Rain and wind pounded Washington and Oregon on Monday, flooding streets, toppling large trucks, cutting power to more than 20,000 people and causing at least one death.
Nearly 2 inches of rain fell in six hours in one Seattle neighborhood — a total that Seattle Public Utilities meteorologist James Rufo-Hill called "extraordinary."
"It was a pretty big storm for most of the city — lots of rain in a relatively short amount of time," he said, but several neighborhoods "really got drenched."
The drenching rain caused widespread reports of flooded roads and highways, some residential flooding and even sewage overflows in parts of Seattle and Everett. Several blocks of downtown streets were briefly flooded in Port Orchard, west of Seattle.
Wet weather was expected to continue through the week, but National Weather Service meteorologist Jay Neher in Seattle said Monday night that the "heavy rain is over."
"We're into showers now," he said.
On Oregon's northwest coast, a hunter was killed Monday morning when a tree crashed on his tent near Nehalem. Two hunters in an adjacent camp heard the tree snap as gusts reached more than 70 mph, and saw it lying across the tent. They cut it away in an attempt to rescue the man, to no avail.
Tillamook County Sheriff Andy Long identified the hunter as Nathan Christensen, 52, of Seattle.
A Portland police officer was seriously injured during all-terrain vehicle training when a tree fell. Sgt. Pete Simpson said the accident on Hayden Island in the Columbia River appeared to be weather-related.
In southwest Washington, a Washington State Patrol car and another vehicle were struck by a tree carried by a mudslide on U.S. Highway 101 near Naselle.
The patrol car started burning, and the trooper had to break a window to crawl to safety. The trooper was unhurt, and the female driver of the other vehicle was OK except for neck pain. Both vehicles were destroyed by the fire.
Strong winds overturned large commercial trucks on two highways Monday. One tractor-trailer rig tipped over while crossing the Astoria-Megler Bridge that carries U.S. 101 across the Columbia River. That caused a lengthy traffic headache.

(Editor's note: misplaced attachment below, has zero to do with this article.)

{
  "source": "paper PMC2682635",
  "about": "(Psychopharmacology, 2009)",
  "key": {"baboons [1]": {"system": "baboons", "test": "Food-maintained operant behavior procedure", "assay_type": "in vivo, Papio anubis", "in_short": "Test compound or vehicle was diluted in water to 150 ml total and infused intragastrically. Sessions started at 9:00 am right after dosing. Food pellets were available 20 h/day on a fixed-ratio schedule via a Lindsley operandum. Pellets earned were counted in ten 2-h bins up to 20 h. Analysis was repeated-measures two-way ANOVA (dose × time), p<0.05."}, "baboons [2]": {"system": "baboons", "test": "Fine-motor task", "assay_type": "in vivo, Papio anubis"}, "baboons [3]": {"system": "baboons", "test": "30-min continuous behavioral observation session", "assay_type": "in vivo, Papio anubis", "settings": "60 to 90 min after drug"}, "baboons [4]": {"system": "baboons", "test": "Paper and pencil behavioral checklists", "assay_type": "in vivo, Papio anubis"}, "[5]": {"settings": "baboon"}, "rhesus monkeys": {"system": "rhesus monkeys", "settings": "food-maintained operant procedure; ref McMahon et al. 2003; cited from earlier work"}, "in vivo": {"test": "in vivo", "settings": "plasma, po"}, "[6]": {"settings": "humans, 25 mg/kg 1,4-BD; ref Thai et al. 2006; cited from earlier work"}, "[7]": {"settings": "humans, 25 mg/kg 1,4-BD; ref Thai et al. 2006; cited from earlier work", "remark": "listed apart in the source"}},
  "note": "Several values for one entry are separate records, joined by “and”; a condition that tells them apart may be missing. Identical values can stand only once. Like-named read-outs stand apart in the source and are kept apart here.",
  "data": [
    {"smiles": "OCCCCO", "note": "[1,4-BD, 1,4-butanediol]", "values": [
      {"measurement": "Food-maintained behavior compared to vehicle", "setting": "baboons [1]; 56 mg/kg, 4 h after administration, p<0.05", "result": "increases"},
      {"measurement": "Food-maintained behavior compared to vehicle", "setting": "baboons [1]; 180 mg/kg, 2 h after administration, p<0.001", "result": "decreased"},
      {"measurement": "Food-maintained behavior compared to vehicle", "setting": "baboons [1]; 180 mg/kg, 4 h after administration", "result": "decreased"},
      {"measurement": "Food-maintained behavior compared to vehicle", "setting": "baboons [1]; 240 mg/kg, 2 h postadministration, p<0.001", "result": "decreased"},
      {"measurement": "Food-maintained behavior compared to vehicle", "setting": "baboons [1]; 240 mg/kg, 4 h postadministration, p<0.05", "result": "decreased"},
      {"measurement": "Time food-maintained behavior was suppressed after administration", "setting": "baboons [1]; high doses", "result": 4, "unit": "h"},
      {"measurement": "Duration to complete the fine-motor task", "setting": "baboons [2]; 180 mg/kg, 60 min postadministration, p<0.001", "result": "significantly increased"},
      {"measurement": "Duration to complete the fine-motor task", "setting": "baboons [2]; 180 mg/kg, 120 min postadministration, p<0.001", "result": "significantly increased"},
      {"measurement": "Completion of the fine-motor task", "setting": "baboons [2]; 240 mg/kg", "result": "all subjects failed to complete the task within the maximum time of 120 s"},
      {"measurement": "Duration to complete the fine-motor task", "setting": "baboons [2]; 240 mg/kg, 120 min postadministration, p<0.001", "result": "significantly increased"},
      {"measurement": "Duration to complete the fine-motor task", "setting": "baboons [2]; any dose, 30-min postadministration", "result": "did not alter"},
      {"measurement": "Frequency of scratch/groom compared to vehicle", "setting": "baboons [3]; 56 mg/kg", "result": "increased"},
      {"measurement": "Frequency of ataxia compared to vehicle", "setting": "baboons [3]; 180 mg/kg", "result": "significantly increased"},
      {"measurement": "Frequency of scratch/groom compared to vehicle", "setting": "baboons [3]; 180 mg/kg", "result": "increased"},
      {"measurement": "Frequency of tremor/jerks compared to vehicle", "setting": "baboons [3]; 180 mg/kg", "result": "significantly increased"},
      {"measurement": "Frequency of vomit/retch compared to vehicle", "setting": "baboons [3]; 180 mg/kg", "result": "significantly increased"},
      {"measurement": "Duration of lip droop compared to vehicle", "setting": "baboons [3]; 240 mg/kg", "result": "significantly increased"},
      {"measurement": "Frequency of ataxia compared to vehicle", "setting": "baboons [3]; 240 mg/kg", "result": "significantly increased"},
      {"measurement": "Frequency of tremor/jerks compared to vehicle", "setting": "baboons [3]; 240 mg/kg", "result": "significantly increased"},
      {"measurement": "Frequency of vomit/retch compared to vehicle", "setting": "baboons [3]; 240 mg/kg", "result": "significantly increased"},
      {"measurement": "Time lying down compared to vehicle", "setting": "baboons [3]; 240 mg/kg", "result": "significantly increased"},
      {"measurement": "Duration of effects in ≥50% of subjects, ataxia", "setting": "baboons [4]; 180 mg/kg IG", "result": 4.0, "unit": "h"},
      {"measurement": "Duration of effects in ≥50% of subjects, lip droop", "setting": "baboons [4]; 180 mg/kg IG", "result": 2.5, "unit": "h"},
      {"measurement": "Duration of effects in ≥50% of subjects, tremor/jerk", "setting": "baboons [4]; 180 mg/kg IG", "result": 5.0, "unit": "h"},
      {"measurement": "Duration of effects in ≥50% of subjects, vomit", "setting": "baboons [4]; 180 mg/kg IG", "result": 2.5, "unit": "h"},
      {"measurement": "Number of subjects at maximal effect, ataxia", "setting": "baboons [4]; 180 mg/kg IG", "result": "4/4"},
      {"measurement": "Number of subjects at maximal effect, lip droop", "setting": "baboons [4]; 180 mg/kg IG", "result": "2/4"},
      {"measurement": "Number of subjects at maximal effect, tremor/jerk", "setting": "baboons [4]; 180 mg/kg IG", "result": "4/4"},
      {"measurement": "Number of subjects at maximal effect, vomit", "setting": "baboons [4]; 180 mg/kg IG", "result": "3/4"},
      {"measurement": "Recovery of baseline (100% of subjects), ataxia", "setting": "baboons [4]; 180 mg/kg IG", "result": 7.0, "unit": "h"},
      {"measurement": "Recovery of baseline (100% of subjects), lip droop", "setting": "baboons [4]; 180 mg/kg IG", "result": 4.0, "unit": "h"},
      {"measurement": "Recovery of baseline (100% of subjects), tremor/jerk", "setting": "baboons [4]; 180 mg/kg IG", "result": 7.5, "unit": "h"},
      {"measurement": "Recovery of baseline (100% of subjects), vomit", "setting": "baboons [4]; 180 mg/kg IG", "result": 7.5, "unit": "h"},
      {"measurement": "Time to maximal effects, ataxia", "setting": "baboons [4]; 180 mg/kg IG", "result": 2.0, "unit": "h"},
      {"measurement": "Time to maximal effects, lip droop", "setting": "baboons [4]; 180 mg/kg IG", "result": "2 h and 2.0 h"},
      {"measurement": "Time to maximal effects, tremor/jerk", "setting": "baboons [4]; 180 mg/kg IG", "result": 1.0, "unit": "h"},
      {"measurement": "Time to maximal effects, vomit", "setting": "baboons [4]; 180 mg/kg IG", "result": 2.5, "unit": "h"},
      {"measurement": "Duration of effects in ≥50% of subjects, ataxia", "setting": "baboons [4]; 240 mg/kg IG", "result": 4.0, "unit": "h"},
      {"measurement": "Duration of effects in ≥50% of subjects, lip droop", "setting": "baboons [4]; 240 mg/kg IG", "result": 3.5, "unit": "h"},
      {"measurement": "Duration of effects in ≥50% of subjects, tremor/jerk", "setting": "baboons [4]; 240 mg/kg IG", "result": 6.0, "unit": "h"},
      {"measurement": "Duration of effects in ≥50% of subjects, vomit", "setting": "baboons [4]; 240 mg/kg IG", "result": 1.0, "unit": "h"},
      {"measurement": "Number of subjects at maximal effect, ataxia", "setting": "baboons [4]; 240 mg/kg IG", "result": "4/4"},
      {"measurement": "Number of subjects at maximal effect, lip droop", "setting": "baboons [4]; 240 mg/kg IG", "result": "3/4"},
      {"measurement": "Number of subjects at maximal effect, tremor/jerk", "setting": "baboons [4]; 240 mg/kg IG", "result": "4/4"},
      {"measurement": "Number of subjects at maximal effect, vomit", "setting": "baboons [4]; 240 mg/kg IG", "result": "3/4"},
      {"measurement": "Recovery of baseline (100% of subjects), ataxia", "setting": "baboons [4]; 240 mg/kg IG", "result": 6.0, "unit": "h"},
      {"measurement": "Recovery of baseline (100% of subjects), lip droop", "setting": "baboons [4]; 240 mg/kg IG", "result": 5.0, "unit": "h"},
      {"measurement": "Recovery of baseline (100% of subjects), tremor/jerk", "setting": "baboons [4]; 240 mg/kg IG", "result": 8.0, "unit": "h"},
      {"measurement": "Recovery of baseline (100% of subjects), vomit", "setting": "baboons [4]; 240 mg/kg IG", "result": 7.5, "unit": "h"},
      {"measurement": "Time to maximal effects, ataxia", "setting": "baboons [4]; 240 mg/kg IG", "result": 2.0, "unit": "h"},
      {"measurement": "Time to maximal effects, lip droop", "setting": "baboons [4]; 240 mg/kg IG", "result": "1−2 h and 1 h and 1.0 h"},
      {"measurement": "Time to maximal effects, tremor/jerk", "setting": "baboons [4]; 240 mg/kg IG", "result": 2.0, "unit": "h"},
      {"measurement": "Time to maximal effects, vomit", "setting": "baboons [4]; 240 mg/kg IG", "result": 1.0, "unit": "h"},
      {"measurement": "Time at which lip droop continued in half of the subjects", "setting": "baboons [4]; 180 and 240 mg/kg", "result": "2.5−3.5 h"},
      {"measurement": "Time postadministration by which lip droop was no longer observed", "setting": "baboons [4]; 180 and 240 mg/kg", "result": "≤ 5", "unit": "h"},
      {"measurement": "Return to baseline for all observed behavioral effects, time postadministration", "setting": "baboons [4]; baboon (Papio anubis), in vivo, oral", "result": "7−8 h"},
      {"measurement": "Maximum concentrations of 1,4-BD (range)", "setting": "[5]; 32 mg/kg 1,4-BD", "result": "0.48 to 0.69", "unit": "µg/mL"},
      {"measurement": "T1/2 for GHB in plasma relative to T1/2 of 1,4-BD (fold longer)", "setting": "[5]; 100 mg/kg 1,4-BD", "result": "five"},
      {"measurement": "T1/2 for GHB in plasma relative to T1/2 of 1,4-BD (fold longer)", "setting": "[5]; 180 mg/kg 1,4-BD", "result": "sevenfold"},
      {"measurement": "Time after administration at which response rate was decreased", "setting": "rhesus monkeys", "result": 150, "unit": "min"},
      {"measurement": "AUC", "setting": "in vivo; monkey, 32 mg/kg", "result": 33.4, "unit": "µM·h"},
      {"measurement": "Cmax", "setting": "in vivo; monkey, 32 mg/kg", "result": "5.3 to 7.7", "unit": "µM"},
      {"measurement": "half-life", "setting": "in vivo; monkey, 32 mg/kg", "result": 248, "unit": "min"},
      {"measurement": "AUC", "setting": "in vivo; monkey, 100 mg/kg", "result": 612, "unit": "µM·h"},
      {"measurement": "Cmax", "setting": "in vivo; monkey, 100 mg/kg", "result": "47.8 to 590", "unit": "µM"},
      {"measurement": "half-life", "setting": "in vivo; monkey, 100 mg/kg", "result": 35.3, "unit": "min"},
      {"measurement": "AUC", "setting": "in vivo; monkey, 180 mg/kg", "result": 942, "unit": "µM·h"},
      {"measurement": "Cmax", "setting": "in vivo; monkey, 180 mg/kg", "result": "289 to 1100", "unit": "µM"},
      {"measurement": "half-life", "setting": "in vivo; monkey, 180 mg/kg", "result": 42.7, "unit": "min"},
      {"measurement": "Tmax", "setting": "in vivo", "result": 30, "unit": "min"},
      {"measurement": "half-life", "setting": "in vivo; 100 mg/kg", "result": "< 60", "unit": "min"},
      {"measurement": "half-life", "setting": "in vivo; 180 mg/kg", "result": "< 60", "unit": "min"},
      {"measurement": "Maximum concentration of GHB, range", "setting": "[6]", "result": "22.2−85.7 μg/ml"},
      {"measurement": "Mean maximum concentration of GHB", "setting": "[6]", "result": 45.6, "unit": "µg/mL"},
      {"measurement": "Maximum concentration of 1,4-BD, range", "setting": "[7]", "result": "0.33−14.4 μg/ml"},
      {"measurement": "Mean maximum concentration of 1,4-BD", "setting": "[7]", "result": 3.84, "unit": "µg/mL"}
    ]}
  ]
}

Another tractor-trailer rig was blown onto its side in the middle of the Chehalis River Bridge in Aberdeen, on the Washington coast, Aberdeen police said.
Peak wind gusts in Washington reached 101 mph on the Astoria bridge and 61 mph at Hoquiam on the coast. They hit 114 mph on isolated Naselle Ridge in the mountains of southwest Washington, the Weather Service reported.
Puget Sound Energy reported 24,000 electricity outages at mid-afternoon in its western Washington service area, with most service restored by mid-evening. Other area utilities reported scattered outages.
The Washington Transportation Department closed the North Cascades Highway on Monday because of avalanche danger from quickly deepening snow.
Flood warnings were issued for a handful of western Washington rivers, with moderate flooding expected Tuesday along the Chehalis River in the Centralia area. Residents there were told where to find sandbags and were directed to move any endangered livestock to higher ground.
The Weather Service reported 24-hour rainfall totals as of Monday evening that included 4.09 inches in Bremerton, west of Seattle; 2.97 inches at Hoquiam on the Washington coast; and 6 inches at Cushman Dam on the Olympic Peninsula.
Forecasters expect 9 to 30 inches of snow in the Olympic and Cascade mountain ranges, mostly above 4,000 feet. Changing periods of rains, snow or freezing rain likely will make driving a challenge through the Cascade highway passes.
The Pacific storms are rolling across eastern Washington with the same mix of mountain snow and valley rains with a chance of minor flooding.
Associated Press writer Steven DuBois in Portland, Ore., contributed to this report.